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GRAFENWÖHR, Germany — The Army may build an Unmanned Aerial Vehicle facility, complete with its own 1,000-foot runway and hangars, in the middle of Grafenwöhr Training Area.

Col. Tim Touzinsky, the Joint Multinational Training Command chief of staff, said Friday that a feasibility study is under way to site the facility, for up to three UAV platoons, at Grafenwöhr.

"We have this new weapons system. We want to have hangers, a maintenance facility and a place where they can run the platoons — not just somewhere to fly out of," he said.

UAVs are remote-controlled aircraft equipped with cameras and sensors. They are used extensively in Iraq and Afghanistan to provide commanders with up-to-the-minute aerial images of the battlefield.

Shadow UAVs are assigned to the Grafenwöhr-based 172nd Infantry Brigade, which deployed to Iraq this month. UAV platoons are also part of the 2nd Stryker Cavalry Regiment at nearby Vilseck and the Vicenza, Italy/Bamberg, Germany-based 173rd Airborne Brigade, he said.

JMTC’s two training areas — at Grafenwöhr and Hohenfels — are the only places in Europe, other than Baumholder, where the Army flies UAVs, Touzinsky said.

Army airfields already exist at Vilseck and Hohenfels, but UAVs cannot use them because they must keep well away from off-post residential areas, he said.

"The Shadow only needs 800 feet [of runway to take off and land] but it has restrictions on how close it can fly to the edge of the training area because of the danger of a crash if a radio link is lost," he said.

Since the machines started operating at Grafenwöhr two years ago, they have launched from roads deep inside the training area, he said.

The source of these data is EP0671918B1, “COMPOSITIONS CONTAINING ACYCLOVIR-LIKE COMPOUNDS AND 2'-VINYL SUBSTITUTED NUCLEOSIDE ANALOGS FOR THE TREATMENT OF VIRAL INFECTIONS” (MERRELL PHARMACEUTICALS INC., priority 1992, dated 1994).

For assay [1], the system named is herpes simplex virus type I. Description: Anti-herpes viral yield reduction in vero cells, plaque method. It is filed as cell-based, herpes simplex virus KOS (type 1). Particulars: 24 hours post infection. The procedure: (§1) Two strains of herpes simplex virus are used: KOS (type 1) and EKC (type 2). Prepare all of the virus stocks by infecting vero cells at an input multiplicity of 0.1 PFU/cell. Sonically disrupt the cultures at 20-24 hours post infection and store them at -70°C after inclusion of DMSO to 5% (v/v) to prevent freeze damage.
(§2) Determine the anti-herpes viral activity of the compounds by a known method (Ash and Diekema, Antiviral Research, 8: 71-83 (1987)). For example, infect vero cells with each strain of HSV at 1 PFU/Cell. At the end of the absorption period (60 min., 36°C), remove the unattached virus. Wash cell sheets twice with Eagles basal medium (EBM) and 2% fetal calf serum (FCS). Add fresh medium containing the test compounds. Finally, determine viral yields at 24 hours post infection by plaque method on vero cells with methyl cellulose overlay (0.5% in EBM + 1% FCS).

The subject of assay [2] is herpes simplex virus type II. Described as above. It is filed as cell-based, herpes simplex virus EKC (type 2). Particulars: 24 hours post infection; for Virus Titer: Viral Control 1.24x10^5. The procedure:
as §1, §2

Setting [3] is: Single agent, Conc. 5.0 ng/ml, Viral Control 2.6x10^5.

At Hohenfels, UAVs operate from a recently built strip inside "The Box" training area. Company A, 66th Military Intelligence Battalion, which is flying Hunter UAVs in Iraq, is likely to be assigned to Hohenfels when its deployment ends, Touzinsky said.

German, British and Dutch UAVs also use the training areas, he said.

The new UAV facility would be funded with money earmarked for Army transformation in Europe, possibly in 2010, Touzinsky said.

"We have had aviators describe their requirements. Now we are looking if the requirements fit the location," he said, adding that various agencies are examining how the UAV facility might impact other activities.

It is likely that the training areas will see the new Warrior UAV in the near future, Touzinsky said.

Chief Warrant Officer Stephen Shaw, the Grafenwöhr Army Air Field commander, said the Warrior requires a runway longer than those at the Vilseck and Grafenwöhr airfields, which are 3,500 and 3,800 feet, respectively.

Senior Airman Dominick Martin, a 28-year-old forecaster from Kittery, Maine, stationed with the 7th Weather Squadron based at Grafenwöhr, added that meteorological conditions at Grafenwöhr are likely to interfere with UAV operations.

Even moderate winds can ground UAVs. So the fact that the training area is in a bowl, with winds coming over the surrounding hills, could be a problem, along with persistent low clouds, he said.

Touzinsky said UAV operators have told him they are grounded about half the time at Grafenwöhr. But he said ground units can also be trained using UAV simulators.

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